Part I. Will the Debate over Evolution End Soon?

  Richard Leakey says that looking at the past the way paleontologists and anthropologist do can teach us much about the future.  He points out that extinction is one of the most common types of phenomena observed in nature, and that extinctions are related to environmental change.  He suggests that environmental change is controlled by […]

Science Teaching: A Dilemma in Any Language

Depending upon the language you use the phrase “science teaching,” it conjures up different meanings and attitudes in the minds of our youth. In some cultures, science classes do not rate very high among students, although at the same time, they will assure you that science is important in the lives of its citizens. In […]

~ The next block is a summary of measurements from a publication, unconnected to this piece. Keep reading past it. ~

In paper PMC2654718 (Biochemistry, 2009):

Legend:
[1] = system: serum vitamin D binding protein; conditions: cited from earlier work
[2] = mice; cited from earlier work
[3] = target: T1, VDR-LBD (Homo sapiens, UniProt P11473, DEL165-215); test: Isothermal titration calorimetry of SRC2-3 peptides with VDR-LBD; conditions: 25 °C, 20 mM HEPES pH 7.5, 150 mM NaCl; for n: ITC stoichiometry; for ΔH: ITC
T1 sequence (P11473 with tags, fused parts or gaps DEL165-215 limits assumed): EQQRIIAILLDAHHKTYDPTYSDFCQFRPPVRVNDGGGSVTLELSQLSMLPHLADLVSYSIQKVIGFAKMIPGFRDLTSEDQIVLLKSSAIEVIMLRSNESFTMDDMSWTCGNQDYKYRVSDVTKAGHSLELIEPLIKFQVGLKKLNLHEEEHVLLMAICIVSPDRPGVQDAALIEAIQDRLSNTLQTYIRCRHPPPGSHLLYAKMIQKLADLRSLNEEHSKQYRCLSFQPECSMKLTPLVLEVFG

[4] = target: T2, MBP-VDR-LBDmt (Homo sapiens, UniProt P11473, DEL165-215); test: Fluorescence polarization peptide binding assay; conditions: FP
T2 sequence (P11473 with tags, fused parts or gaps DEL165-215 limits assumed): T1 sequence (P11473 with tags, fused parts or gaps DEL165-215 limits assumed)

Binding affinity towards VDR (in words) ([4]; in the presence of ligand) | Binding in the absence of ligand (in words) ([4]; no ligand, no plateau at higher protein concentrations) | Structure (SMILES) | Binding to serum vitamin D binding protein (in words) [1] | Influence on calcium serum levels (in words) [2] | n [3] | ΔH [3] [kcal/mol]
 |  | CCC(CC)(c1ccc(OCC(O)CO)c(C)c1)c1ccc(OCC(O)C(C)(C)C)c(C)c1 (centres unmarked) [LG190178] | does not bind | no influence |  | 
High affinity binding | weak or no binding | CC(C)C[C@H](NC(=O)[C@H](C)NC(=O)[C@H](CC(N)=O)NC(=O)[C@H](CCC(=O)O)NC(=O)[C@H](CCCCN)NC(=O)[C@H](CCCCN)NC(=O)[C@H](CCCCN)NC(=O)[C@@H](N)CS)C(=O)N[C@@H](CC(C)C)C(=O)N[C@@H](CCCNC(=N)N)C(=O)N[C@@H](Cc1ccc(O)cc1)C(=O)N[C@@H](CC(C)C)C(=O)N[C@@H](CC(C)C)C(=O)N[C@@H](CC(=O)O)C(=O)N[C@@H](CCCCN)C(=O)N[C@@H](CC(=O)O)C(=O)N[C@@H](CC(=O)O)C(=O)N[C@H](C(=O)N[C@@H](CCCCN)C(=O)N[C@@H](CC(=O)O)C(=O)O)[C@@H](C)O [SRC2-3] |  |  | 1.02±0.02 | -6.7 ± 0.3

Why are more students relying on tutors in mathematics and science?

Last week I was asked to contribute to the Room for Debate discussion site on The Opinion Pages of the New York Times.  On a nearly daily basis, Room for Debate posses a questions, and solicits contributions from four or five individuals.  The Room for Debate topics that I contributed to was entitled “Why are […]

Top Blogs in Science Teaching

The Art of Teaching Science has been identified as one of 15 top science teaching blogs by Maria Magher’s blog.  We are very thrilled to be one of the weblogs on Maria’s list.  There you will find a collection of science teaching blogs that you might find relevant to your work.  I’ve visited all of […]

Nuclear Arms Treaty, Health Care, & Education’s Race to the Top

I’ve returned to writing posts on the Art of Teaching Science weblog after 3 1/2 week hiatus.  I spent most of the time in Texas participating the Round Top Antiques Festival, witnessing the blooming of the Texas Bluebonnets, and reading about the curriculum changes that will probably be enacted by the Texas State Board of […]